pull to the curb

soleil-sol

Senior Member
English-American
Hello Hola, how would you say,
Pull to the curb. in spanish?
i.e. when you want someone whom is driving to move the car being driven to the side of the street and be away from traffic, to the border of a sidewalk.
Thank you,
soleil-sol
 
  • gengo

    Senior Member
    American English
    Pull to the curb. in Spanish?
    i.e. when you want someone who is driving to move the car being driven to the side of the street and be away from traffic, to the border of a sidewalk.

    The dictionary gives the following:
    pull over vi phrasal(move vehicle to kerb)desviarse hacia la cuneta loc verb
    (vehículo)hacerse a un lado loc verb
    (AR)estacionar junto al cordón loc verb

    When he saw the flashing lights in the rear-view mirror, he pulled over.
    Cuando vio las luces intermitentes en el retrovisor, se desvió hacia la cuneta.
    estacionarse v prnl
    Cuando vio las luces intermitentes en el retrovisor, se estacionó.
    (ES)irse al arcén loc verb
    (AR)irse a la banquina loc verb
    Cuando vio las luces intermitentes en el retrovisor, se fue al arcén.


    However, I think a native speaker might say something simpler, such as "Párate aquí."
     

    melasa

    Senior Member
    English & Spanish, USA born
    La orilla de la acera/banqueta

    La subida de la acera a la orilla de la calle.

    (Critique of the above is welcome)

    My understanding of “cuneta” is that it is the drop off to the side of the shoulder of a road, and not a “curb”?
    E.G. the continual ditch.
    The curb to me is where the street meets the sidewalk, and the sidewalk is several inches higher than the street, hence, this is a curb to me… So it’s not necessarily “una cuneta” , or, la orilla de la acera, it actually refers to the height of the sidewalk right at the edge of the street… Maybe in English this is specific, and not so specific in Spanish to this exact description?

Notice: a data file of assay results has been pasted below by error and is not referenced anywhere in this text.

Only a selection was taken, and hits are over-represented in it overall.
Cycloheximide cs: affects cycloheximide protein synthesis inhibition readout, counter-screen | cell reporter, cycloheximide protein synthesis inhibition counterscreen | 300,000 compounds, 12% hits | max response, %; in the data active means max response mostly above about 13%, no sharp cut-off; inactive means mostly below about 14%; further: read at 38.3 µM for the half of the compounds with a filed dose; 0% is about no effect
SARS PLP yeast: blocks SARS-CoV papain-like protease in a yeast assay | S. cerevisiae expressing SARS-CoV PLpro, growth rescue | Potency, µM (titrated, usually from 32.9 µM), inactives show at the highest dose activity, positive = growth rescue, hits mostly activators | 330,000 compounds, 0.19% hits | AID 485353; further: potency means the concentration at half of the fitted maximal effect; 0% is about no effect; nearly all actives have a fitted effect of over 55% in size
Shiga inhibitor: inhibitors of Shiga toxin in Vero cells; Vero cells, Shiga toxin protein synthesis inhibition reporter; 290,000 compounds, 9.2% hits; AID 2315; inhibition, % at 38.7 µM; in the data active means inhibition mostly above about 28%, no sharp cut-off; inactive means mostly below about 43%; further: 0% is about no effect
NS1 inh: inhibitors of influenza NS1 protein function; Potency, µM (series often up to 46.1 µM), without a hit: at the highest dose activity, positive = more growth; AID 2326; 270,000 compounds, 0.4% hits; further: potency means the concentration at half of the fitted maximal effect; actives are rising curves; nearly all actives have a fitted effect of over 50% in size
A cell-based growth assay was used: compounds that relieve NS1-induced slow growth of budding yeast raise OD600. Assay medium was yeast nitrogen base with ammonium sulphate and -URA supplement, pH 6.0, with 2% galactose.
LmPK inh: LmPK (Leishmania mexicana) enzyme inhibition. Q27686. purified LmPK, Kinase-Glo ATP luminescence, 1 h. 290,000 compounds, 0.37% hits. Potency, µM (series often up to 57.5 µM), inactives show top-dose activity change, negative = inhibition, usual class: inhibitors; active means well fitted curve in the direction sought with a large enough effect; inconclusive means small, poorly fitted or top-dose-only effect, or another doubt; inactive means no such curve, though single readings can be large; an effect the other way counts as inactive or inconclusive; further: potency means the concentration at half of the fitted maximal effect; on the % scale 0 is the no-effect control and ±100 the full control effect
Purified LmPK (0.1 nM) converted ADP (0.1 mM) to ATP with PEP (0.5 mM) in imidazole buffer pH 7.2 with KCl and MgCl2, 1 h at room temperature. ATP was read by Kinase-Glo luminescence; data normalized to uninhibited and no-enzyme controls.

I was wondering if some of the terms to translate this specifically refer to this edge of the sidewalk which is higher than the street?(that precise spot)
     

    OtroLencho

    Senior Member
    English - Western US
    I was wondering if some of the terms to translate this specifically refer to this edge of the sidewalk which is higher than the street?(that precise spot)

    I have also wondered about this and after investigating decided that in Mexico, at least, the yellow part is "guarnición".


    guarnicion.png
     
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    Ballenero

    Senior Member
    Spaniard
    when you want someone whom is driving to move the car being driven to the side of the street and be away from traffic, to the border of a sidewalk.
    ¿Quieres decir que aparque? o sea que baje del coche y se vaya, dejándolo allí.

    Aparcar